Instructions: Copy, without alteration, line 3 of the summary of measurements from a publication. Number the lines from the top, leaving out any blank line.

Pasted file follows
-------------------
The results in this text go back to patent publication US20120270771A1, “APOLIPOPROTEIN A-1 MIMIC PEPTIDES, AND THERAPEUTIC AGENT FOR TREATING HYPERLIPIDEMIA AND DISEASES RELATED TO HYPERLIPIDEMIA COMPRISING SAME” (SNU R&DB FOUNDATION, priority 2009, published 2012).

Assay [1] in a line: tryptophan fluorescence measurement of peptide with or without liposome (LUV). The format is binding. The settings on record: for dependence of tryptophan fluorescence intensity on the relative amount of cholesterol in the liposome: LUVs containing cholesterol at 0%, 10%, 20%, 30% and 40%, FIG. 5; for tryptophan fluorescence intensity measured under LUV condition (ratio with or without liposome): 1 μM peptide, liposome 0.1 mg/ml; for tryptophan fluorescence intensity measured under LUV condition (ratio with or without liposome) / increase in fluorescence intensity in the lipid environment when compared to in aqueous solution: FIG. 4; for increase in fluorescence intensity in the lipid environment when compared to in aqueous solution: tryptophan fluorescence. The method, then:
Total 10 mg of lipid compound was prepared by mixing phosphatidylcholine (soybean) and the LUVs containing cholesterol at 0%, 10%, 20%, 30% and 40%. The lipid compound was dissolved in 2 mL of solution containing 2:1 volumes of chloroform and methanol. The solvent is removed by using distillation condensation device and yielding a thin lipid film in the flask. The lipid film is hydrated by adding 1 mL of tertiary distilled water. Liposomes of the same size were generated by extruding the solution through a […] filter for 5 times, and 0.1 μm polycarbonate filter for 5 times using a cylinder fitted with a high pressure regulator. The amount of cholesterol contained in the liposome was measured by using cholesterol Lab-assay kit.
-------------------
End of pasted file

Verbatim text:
Total 10 mg of lipid compound was prepared by mixing phosphatidylcholine (soybean) and the LUVs containing cholesterol at 0%, 10%, 20%, 30% and 40%. The lipid compound was dissolved in 2 mL of solution containing 2:1 volumes of chloroform and methanol. The solvent is removed by using distillation condensation device and yielding a thin lipid film in the flask. The lipid film is hydrated by adding 1 mL of tertiary distilled water. Liposomes of the same size were generated by extruding the solution through a […] filter for 5 times, and 0.1 μm polycarbonate filter for 5 times using a cylinder fitted with a high pressure regulator. The amount of cholesterol contained in the liposome was measured by using cholesterol Lab-assay kit.